Monday, May 15, 2017

How Best to Make Sure the Books You Love Keep Coming

by Linda Rodriguez

Some of the things I’ve learned as a published novelist have turned me into a better fan of my own favorite authors. I’ve written on this blog before about pre-ordering and how I learned of its importance to writers. Instead of waiting for the books of my favorite author to be published, I pre-order now, knowing I’m contributing to their success as well as assuring I’ll have their book as soon as it’s available.

I thought I was already helping with reviews. On my blog,, I try to spotlight books by literary writers of color who might be hard for the average reader to find, as well as mystery novelists who are writing high-quality fiction. I do this with profiles, interviews, and sometimes reviews of individual books. However, I’ve learned that reviews on Amazon and Goodreads count more toward sales than those longer ones on my blog or elsewhere.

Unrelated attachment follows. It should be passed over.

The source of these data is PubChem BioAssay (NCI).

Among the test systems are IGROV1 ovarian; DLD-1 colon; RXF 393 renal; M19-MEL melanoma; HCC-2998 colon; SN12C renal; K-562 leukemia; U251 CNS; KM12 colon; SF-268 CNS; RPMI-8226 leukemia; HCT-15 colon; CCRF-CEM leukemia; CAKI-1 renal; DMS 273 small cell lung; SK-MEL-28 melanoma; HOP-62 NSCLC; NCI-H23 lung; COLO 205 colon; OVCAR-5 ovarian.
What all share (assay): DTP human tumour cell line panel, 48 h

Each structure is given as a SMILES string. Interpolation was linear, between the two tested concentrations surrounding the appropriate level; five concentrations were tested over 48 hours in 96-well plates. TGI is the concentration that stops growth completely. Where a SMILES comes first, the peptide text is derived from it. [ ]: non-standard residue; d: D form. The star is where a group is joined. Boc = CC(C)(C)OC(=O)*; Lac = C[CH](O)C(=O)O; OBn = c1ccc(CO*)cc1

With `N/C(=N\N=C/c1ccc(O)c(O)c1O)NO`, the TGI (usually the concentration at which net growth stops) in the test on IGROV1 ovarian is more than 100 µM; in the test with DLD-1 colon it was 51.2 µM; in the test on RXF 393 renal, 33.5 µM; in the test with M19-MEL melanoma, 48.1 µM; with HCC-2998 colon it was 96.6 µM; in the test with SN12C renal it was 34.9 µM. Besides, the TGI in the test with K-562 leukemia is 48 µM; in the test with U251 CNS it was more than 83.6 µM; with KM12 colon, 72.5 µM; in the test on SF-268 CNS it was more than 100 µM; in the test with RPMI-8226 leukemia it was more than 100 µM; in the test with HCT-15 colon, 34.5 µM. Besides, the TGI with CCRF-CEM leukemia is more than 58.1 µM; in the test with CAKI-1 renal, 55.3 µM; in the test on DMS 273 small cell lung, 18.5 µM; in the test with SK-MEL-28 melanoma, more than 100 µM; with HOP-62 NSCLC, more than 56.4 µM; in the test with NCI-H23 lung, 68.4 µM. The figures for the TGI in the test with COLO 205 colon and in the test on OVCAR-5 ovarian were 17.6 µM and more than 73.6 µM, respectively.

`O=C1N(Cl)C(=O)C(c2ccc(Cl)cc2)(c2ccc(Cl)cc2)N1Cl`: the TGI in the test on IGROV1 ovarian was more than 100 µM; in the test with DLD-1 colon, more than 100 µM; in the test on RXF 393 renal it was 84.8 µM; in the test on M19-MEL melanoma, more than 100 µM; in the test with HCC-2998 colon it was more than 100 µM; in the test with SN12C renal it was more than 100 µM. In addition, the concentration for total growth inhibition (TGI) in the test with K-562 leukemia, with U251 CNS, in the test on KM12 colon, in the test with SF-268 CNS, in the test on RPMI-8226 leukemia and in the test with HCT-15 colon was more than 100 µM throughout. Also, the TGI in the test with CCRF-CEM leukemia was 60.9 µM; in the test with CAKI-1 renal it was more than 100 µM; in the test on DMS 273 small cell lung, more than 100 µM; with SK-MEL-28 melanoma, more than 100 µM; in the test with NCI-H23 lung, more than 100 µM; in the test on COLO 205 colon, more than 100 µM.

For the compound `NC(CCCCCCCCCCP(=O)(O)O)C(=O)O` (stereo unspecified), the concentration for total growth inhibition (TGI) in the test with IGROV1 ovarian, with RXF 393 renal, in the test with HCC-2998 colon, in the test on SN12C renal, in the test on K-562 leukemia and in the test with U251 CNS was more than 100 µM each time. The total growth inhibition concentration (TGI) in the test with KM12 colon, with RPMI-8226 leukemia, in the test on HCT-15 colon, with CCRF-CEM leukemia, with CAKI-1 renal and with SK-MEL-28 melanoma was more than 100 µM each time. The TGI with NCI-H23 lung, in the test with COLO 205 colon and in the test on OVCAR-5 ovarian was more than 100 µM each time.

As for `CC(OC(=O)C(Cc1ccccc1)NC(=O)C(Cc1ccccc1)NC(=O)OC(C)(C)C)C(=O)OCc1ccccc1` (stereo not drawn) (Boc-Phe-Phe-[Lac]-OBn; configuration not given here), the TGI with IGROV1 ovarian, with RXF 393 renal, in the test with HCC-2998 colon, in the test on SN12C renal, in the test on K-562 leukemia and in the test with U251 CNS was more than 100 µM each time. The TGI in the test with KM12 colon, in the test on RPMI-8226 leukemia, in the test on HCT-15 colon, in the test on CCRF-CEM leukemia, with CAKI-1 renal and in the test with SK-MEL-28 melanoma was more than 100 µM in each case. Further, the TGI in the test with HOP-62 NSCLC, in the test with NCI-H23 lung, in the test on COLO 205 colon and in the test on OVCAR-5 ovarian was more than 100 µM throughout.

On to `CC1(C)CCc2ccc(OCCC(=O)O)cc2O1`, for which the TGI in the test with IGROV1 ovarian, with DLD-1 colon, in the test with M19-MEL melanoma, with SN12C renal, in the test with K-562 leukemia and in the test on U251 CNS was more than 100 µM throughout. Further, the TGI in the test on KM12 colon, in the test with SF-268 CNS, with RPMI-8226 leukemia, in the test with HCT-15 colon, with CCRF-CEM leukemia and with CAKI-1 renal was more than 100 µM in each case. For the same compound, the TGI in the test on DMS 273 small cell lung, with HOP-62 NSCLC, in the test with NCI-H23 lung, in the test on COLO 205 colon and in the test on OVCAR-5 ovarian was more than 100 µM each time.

I’ve always just given stars to books on Goodreads. I’ve read so many books that I didn’t think I had time for more than that. I was wrong. Those stars don’t do much good. It’s the reviews that make others decide to pick up the book to read. It’s the same with Amazon—reviews lead to sales. Even for authors who seem to have it made! Often even famous writers are just a breath or two away from tumbling down the slopes in the fickle game of publishing (as we saw recently when the major publishers all suddenly threw off multiple mystery writers, leaving many scrambling for new publishers or trying to reinvent themselves), and success is even more volatile for midlist authors.